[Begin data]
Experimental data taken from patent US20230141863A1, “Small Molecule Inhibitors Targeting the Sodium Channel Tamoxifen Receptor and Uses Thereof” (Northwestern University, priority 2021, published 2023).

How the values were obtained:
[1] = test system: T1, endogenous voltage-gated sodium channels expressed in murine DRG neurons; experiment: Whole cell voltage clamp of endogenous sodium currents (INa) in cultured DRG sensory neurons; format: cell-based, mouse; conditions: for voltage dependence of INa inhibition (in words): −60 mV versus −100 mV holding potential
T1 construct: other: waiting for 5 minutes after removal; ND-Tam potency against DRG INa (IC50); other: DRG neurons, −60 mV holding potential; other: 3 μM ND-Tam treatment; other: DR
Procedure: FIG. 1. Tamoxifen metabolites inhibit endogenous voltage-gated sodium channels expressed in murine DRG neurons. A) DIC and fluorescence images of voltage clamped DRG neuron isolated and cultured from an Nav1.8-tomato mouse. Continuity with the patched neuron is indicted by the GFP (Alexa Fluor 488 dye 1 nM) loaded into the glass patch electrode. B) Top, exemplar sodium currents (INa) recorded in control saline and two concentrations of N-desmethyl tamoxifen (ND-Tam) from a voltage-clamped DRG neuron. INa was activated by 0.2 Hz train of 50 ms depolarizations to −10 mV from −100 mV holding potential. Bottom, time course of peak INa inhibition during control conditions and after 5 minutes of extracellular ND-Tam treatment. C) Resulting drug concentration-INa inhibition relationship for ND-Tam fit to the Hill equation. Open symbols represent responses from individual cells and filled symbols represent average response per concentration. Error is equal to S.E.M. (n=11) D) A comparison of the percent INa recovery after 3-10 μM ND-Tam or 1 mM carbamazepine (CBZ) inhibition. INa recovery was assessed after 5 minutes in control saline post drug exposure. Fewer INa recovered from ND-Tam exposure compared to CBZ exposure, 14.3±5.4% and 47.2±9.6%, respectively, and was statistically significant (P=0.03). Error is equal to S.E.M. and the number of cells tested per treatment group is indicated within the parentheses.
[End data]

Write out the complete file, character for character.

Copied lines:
Experimental data taken from patent US20230141863A1, “Small Molecule Inhibitors Targeting the Sodium Channel Tamoxifen Receptor and Uses Thereof” (Northwestern University, priority 2021, published 2023).

How the values were obtained:
[1] = test system: T1, endogenous voltage-gated sodium channels expressed in murine DRG neurons; experiment: Whole cell voltage clamp of endogenous sodium currents (INa) in cultured DRG sensory neurons; format: cell-based, mouse; conditions: for voltage dependence of INa inhibition (in words): −60 mV versus −100 mV holding potential
T1 construct: other: waiting for 5 minutes after removal; ND-Tam potency against DRG INa (IC50); other: DRG neurons, −60 mV holding potential; other: 3 μM ND-Tam treatment; other: DR
Procedure: FIG. 1. Tamoxifen metabolites inhibit endogenous voltage-gated sodium channels expressed in murine DRG neurons. A) DIC and fluorescence images of voltage clamped DRG neuron isolated and cultured from an Nav1.8-tomato mouse. Continuity with the patched neuron is indicted by the GFP (Alexa Fluor 488 dye 1 nM) loaded into the glass patch electrode. B) Top, exemplar sodium currents (INa) recorded in control saline and two concentrations of N-desmethyl tamoxifen (ND-Tam) from a voltage-clamped DRG neuron. INa was activated by 0.2 Hz train of 50 ms depolarizations to −10 mV from −100 mV holding potential. Bottom, time course of peak INa inhibition during control conditions and after 5 minutes of extracellular ND-Tam treatment. C) Resulting drug concentration-INa inhibition relationship for ND-Tam fit to the Hill equation. Open symbols represent responses from individual cells and filled symbols represent average response per concentration. Error is equal to S.E.M. (n=11) D) A comparison of the percent INa recovery after 3-10 μM ND-Tam or 1 mM carbamazepine (CBZ) inhibition. INa recovery was assessed after 5 minutes in control saline post drug exposure. Fewer INa recovered from ND-Tam exposure compared to CBZ exposure, 14.3±5.4% and 47.2±9.6%, respectively, and was statistically significant (P=0.03). Error is equal to S.E.M. and the number of cells tested per treatment group is indicated within the parentheses.